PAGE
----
The sea urchin… was incredible. It was very confusing to me that I had been eating fish of below average to decent quality up until that point, and then suddenly the sea urchin was top-tier. It had the melt-in-your-mouth buttery texture with a very strong sea urchin flavor and a very large portion size. Sea urchin was part of the premium upgrade, and I’d say the premium upgrade would’ve been worth it even if this sea urchin was the one and only item on the premium menu.
You know what was not worth it on the premium menu? Tonkatsu. This is another time when the portion sizes mattered, and for this one, it was for the worse—the fried pork belly was humongous. This was extremely filling, and an overwhelming majority of the mass of the tonkatsu wasn’t even pork belly, but instead, a thick fried crust.
If you also go to Super Sushi, I implore you, do not get the tonkatsu. It is absolutely not worth it.
I was looking forward to trying out a variety of nigiri on their menu, but by the end of the tonkatsu, I was pretty bloated. To wrap up my meal, I got two pieces of octopus nigiri and two pieces of escolar nigiri. The quality of the octopus was decent, but the escolar was a bit sub-par—again, it was a bit too firm and lacked the soft tenderness you usually get from super white tuna.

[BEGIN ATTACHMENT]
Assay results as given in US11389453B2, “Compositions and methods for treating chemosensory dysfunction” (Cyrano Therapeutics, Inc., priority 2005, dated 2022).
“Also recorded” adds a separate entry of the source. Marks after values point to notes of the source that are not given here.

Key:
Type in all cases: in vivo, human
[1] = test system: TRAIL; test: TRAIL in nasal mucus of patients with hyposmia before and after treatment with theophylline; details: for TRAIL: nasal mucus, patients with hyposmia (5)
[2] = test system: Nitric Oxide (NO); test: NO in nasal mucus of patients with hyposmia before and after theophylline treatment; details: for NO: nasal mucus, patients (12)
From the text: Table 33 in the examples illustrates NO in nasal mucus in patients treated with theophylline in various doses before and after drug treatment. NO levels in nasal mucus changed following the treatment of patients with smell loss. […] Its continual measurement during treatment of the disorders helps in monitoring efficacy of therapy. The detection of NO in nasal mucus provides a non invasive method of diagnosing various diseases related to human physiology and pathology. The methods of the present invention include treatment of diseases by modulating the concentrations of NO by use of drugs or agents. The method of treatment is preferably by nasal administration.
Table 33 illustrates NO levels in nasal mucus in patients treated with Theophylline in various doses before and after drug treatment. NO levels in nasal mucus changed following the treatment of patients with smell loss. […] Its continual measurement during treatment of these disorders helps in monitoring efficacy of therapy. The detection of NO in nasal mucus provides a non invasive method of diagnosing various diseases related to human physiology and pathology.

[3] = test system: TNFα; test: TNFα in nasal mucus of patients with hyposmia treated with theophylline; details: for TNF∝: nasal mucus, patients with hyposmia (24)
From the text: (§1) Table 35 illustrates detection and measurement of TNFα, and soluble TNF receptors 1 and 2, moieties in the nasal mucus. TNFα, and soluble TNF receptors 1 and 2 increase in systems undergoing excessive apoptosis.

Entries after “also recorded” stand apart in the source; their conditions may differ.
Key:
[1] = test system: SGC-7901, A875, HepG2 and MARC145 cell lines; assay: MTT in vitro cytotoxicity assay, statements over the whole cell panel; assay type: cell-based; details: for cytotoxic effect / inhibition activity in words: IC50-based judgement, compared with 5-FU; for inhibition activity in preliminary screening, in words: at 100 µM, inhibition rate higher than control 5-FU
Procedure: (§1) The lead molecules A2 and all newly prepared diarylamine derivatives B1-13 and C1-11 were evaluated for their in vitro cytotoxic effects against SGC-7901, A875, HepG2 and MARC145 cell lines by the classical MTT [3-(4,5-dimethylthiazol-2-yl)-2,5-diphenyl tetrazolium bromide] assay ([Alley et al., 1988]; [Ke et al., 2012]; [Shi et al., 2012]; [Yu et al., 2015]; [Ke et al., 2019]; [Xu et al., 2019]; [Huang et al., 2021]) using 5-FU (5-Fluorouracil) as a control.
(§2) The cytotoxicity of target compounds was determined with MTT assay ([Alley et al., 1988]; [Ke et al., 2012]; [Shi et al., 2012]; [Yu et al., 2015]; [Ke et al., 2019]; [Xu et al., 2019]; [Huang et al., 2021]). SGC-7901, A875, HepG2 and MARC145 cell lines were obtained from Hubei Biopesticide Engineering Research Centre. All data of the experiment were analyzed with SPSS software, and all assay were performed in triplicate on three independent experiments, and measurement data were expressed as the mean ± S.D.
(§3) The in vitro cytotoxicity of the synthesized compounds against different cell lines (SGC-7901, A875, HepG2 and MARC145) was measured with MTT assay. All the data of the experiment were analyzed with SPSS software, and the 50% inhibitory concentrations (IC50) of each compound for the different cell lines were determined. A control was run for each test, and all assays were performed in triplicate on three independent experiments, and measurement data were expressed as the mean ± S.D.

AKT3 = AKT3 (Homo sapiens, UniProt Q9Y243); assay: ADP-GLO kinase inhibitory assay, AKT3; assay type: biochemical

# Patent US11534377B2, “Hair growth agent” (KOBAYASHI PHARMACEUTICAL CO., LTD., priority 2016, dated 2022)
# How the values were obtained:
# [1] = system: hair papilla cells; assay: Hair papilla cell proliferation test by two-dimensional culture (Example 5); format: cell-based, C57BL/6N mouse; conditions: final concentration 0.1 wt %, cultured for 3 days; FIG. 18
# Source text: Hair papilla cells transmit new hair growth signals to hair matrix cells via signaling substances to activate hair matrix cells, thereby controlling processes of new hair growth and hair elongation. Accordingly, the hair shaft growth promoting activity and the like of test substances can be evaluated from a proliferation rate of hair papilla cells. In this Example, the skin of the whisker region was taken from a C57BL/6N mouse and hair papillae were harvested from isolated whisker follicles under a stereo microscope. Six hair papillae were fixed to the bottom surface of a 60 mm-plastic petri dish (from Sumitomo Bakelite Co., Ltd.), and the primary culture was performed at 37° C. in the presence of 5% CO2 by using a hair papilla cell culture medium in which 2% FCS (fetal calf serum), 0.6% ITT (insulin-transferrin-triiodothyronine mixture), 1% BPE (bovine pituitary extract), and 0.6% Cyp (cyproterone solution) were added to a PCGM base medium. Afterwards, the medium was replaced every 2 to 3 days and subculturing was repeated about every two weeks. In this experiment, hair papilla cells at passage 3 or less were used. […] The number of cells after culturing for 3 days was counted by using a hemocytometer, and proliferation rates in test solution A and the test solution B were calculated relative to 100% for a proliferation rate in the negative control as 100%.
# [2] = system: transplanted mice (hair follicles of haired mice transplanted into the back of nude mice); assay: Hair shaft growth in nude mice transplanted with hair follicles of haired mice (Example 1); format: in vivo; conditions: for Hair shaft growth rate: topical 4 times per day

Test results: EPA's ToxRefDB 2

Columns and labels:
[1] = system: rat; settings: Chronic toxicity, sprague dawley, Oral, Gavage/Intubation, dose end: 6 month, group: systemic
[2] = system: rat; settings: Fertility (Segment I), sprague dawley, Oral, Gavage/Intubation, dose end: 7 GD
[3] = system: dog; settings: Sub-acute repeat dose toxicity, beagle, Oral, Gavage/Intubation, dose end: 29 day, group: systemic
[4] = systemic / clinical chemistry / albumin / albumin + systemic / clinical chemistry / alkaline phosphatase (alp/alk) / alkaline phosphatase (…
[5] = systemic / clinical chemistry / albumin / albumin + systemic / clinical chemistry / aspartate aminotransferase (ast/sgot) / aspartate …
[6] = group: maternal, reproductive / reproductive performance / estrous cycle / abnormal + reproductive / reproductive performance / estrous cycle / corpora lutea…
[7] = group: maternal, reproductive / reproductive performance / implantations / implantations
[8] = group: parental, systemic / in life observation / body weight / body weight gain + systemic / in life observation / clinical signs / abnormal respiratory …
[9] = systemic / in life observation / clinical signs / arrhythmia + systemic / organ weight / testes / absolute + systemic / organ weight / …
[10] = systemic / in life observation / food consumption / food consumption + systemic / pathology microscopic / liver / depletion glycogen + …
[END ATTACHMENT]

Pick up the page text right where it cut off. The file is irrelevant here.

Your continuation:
This is the final time the portion size matter came into play. Usually, all-you-can-eat restaurants will serve a lot of rice with the nigiri so diners will get full off the cheaper rice and they can cut costs by using less fish. Super Sushi does not do this, because the amount of rice for each piece of nigiri is relatively small, so the ratio of fish you get is actually extremely high for an all-you-can-eat restaurant.
For dessert, I ordered mango mochi ice cream.
|All-day all-you-can-eat||$ 25.95|
|Premium all-you-can-eat upgrade||$ 5.95|
|Diet Coke||$ 2.50|
|State and county sales tax (8.38%)||$ 2.88|
The table to the right shows how much I paid.
I tipped almost 30% because the service was impeccable. Of course, I wouldn’t really expect anything less considering that I was the one and only person in the restaurant, and the waiter probably literally had nothing else to do, but either way, he was very attentive to me throughout my meal and had perfect timing when I was ready to order my next round of dishes.
Because I’m someone who usually goes to very high-end sushi restaurants, the fish quality at Super Sushi was a little bit underwhelming, but to be clear, it wasn’t bad. The fish didn’t have a “fishy” taste, each fish had appropriately sufficient and proper flavor, and I didn’t get sick after the meal. If you’re someone who doesn’t have an ultra-refined taste when it comes to fish, I think Super Sushi would be a great place to try out. In fact, even if you are picky about fish quality, I think Super Sushi would still be worth it if you’re just looking for a really good-value sushi meal, considering the affordable price point.
I look forward to my next visit to Super Sushi, during which I will absolutely not order tonkatsu (or any fried food in general) so I can actually try out more of the nigiri.